They are treated as if they are ‘terrorists’ by Azerbaijan, but this is, of course, you know, these are sham trials that they have started, and this is a shame for the entire international community.

CNN Greece: Almost all ethnic Armenians have fled Nagorno-Karabakh, despite Baku's assurances of their safety and equal treatment as citizens. Do you think Azerbaijan denounces ethnic cleansing? What do you think Azerbaijan intends to do in the area?

Ambassador Mkrtchyan: You just need to look at another Armenian region called Nakhijevan, which 100 years ago contained a lot of Armenian population, a huge amount of Armenian population. Almost half of the population of Nakhijevan was Armenian.

If the international community doesn't act after all, wake up, you know, doesn't alert Azerbaijan that it's not going to tolerate the repetition of what happened in Nakhijevan to Nagorno-Karabakh, unfortunately, we may see a similar scenario developing in the coming decades. I'm not talking about the coming year or two; this will be slower but consistent.

You know, consistent cleansing of Armenian traces. So, what Azerbaijan intends to do is clear: it's getting rid of Armenians first and then the Armenian traces. And the signals, despite, you said, despite the assurances of the safety of Armenians, etc.

You know, despite the assurances, on the one hand, and then on the other hand, you see the fist-waving, Hitler-style fist-waving of Aliyev, the president of Azerbaijan, talking about Armenians as if they are dogs. You know, this is all reminding of fascist leaders' behavior.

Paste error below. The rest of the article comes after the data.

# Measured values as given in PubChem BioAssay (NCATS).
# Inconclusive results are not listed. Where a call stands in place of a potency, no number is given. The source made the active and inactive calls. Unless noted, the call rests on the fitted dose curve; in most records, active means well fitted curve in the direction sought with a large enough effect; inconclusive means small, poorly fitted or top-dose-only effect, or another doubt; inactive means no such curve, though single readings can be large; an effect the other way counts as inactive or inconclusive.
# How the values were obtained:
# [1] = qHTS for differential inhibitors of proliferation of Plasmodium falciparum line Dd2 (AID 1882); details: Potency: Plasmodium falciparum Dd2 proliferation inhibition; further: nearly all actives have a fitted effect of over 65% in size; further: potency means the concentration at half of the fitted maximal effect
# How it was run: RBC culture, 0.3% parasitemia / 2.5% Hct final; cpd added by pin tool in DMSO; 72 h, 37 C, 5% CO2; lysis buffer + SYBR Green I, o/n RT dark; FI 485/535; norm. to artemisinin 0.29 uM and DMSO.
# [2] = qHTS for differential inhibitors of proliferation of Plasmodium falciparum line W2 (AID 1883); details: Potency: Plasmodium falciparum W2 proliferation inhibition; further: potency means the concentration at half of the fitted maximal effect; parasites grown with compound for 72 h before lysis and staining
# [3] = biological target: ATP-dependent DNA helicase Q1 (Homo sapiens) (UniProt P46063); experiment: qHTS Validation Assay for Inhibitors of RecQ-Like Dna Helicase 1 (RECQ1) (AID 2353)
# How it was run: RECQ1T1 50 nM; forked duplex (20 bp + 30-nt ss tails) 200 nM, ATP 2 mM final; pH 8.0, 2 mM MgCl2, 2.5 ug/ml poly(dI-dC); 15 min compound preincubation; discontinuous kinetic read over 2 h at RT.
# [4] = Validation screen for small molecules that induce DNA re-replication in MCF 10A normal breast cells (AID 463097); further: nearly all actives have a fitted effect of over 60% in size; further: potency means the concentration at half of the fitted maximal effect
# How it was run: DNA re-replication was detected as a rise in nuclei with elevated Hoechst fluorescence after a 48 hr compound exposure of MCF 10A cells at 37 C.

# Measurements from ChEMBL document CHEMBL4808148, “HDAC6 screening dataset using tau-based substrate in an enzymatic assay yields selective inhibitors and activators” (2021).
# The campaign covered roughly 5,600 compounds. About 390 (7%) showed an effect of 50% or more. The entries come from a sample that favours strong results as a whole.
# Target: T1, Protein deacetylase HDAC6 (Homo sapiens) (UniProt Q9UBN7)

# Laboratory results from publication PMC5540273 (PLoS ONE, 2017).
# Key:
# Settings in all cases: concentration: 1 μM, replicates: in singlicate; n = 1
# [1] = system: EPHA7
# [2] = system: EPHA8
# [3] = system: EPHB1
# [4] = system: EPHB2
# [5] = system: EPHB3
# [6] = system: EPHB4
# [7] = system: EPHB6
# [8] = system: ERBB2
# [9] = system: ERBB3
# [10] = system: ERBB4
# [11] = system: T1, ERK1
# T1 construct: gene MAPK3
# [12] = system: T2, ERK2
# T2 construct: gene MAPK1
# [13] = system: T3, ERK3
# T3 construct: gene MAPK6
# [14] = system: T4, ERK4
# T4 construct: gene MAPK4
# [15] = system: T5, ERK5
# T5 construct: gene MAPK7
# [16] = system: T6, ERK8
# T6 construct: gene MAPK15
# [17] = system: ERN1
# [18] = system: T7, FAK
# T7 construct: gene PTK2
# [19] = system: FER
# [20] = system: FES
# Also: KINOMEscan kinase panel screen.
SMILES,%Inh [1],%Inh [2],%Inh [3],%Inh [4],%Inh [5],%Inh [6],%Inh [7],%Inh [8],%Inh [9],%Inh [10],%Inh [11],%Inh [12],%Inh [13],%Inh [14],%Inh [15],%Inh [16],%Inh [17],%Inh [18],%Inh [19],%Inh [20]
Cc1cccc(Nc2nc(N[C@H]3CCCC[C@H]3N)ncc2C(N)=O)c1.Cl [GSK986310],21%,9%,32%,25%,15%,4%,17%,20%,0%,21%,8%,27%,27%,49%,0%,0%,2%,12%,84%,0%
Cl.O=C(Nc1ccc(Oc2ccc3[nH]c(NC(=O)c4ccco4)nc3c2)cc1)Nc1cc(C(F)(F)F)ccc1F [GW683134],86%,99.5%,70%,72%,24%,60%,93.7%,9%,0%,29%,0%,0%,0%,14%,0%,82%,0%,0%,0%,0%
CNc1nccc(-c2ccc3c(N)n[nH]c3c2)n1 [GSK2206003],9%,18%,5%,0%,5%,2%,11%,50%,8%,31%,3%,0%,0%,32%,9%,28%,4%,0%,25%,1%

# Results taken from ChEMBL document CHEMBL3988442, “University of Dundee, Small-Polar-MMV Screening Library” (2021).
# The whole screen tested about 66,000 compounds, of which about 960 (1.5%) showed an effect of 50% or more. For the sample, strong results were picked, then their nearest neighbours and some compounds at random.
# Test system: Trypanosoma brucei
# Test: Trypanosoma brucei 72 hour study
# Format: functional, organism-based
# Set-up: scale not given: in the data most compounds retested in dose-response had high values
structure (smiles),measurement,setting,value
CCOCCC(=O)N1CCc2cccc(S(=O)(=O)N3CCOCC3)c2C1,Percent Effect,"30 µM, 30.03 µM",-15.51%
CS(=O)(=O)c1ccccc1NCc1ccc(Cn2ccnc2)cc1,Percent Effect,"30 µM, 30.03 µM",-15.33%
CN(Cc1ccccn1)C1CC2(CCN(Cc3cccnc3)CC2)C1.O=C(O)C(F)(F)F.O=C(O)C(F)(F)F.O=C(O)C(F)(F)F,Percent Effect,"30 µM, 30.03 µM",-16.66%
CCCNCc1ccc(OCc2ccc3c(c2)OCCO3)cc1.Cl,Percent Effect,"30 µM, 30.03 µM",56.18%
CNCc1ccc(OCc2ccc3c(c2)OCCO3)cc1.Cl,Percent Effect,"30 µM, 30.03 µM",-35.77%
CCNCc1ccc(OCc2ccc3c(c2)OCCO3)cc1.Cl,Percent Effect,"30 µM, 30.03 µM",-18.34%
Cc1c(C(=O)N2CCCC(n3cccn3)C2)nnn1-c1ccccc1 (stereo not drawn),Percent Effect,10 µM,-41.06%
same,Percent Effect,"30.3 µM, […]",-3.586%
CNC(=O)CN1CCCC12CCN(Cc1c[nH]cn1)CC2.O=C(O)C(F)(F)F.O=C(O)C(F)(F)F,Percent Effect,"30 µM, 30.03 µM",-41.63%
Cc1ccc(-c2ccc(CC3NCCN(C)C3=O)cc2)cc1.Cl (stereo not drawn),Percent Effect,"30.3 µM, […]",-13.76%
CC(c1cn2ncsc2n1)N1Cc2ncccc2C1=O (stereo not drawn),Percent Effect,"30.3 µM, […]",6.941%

The horrible mutilations and war crimes committed by their soldiers and none of them has ever been punished. None.

And just recently, we learned that one of the streets in Stepanakert, the Nagorno-Karabakh capital, has been named after Enver Pasha, who was one of the three main organizers of the Armenian Genocide. The signals and the symbols that are referred to do not tell anything good about Armenians' safety in the area.

CNN Greece: Russia had a decisive role in the peacekeeping agreements. Do you think Russia did not follow a balanced approach in the negotiations between Armenia and Azerbaijan? And why do you think the international community did not react as strongly as in the case of Ukraine, for example?

Ambassador Mkrtchyan: The international community acted too late and too little. The reasons for that, of course, were a lot of propaganda ground prepared by Azerbaijan in various countries, working with the media, with certain politicians, backed by, of course, Turkey's support, to silence or minimize the interference and the reaction.

On the other hand, a lot of people forget that Azerbaijan is, as Freedom House characterizes it, a consolidated authoritarian regime where there is no free media, there is no freedom of expression, etc. They do not allow free media to access Azerbaijan and go and shoot any video wherever they want. This is impossible; it's excluded. For 9 months during the Karabakh conflict, not a single journalist was allowed to enter—foreign journalist, Armenian journalist, nobody was allowed to enter. Not even international organizations were allowed to enter, apart from the Red Cross.